Roberts calls for judicial independence in year-end report
Supreme Court Chief Justice John Roberts called for judicial independence in his annual year-end report on the federal judiciary, saying it is crucial to maintaining public trust in the courts.
“The Judiciary’s power to manage its internal affairs insulates courts from inappropriate political influence and is crucial to preserving public trust in its work as a separate and coequal branch of government,” Roberts wrote in his 2021 year-end report on the federal judiciary, which was released on Friday.
Roberts, who has been focused on the Supreme Court’s image throughout his tenure and voted twice to uphold the Affordable Care Act, did not mention President Biden’s commission that has looked at restructuring the court by adding justices.
Biden has faced pressure from the left to add justices after former President Trump nominated three justices during his term, including replacing liberal Justice Ruth Bader Ginsburg with a more conservative justice. Trump’s picks were confirmed by a GOP Senate that blocked former President Obama from appointing his final nominee, Merrick Garland.
Roberts did address a series of stories in The Wall Street Journal about federal judges considering cases involving companies that they or their families owned stock in. He said the federal judiciary should consider such matters seriously, but Roberts emphasized that the report suggested there had been few actual ethical lapses.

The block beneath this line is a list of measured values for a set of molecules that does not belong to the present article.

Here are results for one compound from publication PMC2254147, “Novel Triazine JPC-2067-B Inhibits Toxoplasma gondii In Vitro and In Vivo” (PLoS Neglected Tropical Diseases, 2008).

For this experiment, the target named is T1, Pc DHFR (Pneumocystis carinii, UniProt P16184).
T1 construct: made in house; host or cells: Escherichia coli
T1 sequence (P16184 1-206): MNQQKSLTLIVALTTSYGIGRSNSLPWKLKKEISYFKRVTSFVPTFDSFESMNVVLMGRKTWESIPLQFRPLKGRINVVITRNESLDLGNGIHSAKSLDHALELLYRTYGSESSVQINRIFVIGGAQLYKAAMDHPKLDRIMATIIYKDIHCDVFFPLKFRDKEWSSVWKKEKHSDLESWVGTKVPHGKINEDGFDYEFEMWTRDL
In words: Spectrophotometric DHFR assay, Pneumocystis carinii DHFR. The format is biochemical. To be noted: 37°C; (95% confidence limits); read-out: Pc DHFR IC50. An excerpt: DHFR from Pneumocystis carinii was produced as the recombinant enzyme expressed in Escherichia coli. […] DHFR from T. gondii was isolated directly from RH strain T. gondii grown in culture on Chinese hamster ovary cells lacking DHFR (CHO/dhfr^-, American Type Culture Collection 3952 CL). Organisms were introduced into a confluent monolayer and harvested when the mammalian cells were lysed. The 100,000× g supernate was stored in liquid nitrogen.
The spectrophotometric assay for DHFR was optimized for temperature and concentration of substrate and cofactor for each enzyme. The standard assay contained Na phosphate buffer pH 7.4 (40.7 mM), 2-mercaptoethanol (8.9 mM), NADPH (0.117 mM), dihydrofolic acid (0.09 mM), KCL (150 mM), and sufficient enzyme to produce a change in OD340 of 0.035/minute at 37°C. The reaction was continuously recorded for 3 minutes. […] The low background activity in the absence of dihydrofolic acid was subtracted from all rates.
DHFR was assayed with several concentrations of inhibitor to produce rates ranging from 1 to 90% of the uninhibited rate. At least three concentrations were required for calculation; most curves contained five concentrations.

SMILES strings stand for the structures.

He wrote that the articles said that “between 2010 and 2018, 131 federal judges participated in a total of 685 matters involving companies in which they or their families owned shares of stock.”
“For most of the judges involved (a total of 83 of the 131), the Journal reported one or two lapses over the nine-year period,” Roberts said in the report. “Those sorts of isolated violations likely entailed unintentional oversights in which the judge’s conflict-checking procedures failed to reveal the financial conflict.”
Roberts also wrote that it was “inconsistent” with a federal ethics statute that requires judges to recuse in any matter in which he or she knows of personal financial interest, according to the annual report.
“Let me be crystal clear: the Judiciary takes this matter seriously,” Roberts wrote. “We expect judges to adhere to the highest standards, and those judges violated an ethics rule.”
Roberts also wrote about how judiciary leaders have taken steps to improve reporting on harassment and discrimination allegations, mentioning the expansion of the Office of Judicial Integrity and the hiring of workplace relations directors in every federal circuit.
“Nevertheless, new protections could help ensure that every court employee enjoys a workplace free from incivility and disrespect,” Roberts wrote.
The Supreme Court is set for an eventful 2022, with a key ruling expected that some believe could severely restrict abortion rights.
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